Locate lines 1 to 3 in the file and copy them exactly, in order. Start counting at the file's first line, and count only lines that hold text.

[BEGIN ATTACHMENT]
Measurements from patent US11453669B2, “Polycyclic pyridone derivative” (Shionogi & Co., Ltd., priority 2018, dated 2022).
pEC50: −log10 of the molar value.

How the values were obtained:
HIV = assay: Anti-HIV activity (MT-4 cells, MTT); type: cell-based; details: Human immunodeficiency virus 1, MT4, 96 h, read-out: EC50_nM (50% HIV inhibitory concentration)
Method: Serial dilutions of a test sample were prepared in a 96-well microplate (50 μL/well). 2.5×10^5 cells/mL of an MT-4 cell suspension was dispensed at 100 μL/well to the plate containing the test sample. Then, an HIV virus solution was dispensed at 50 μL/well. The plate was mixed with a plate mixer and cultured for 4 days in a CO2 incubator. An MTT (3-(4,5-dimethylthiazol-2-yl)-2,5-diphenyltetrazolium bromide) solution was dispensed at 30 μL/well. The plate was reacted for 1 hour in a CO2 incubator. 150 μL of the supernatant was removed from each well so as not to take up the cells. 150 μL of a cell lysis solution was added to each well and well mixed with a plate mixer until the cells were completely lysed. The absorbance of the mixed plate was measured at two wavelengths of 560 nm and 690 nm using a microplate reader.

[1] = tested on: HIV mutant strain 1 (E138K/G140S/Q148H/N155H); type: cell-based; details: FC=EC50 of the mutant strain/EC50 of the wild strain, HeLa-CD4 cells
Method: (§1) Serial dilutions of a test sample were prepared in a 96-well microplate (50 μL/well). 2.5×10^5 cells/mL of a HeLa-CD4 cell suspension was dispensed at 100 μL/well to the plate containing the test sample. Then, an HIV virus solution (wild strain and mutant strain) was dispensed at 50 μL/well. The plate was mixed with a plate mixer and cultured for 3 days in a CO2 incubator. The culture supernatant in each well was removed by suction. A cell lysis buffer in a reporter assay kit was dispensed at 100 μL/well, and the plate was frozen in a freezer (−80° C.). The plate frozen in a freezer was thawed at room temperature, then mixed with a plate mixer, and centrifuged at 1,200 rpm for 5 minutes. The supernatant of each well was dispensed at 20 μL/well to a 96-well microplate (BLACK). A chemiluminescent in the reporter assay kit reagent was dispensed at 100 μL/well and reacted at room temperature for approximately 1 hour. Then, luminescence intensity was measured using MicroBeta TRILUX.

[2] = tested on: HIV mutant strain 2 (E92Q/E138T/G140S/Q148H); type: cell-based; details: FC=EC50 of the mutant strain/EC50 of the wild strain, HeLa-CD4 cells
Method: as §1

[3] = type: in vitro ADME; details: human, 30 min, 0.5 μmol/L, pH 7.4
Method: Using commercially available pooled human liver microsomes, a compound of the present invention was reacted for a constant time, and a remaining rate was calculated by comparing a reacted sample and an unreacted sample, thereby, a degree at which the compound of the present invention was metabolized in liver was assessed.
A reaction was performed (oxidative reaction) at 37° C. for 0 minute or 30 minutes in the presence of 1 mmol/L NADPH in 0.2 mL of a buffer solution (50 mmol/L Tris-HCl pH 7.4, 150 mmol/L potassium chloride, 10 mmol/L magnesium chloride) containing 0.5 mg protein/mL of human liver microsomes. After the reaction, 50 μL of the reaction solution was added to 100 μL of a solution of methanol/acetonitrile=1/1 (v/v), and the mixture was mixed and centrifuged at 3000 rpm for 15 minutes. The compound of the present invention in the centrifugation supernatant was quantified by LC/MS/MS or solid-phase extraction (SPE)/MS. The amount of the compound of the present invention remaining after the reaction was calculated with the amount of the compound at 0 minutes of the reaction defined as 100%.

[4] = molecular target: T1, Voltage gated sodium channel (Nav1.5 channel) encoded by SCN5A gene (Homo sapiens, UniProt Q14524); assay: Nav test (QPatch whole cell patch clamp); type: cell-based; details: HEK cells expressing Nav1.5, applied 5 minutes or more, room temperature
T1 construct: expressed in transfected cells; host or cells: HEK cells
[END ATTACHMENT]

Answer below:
Measurements from patent US11453669B2, “Polycyclic pyridone derivative” (Shionogi & Co., Ltd., priority 2018, dated 2022).
pEC50: −log10 of the molar value.

How the values were obtained: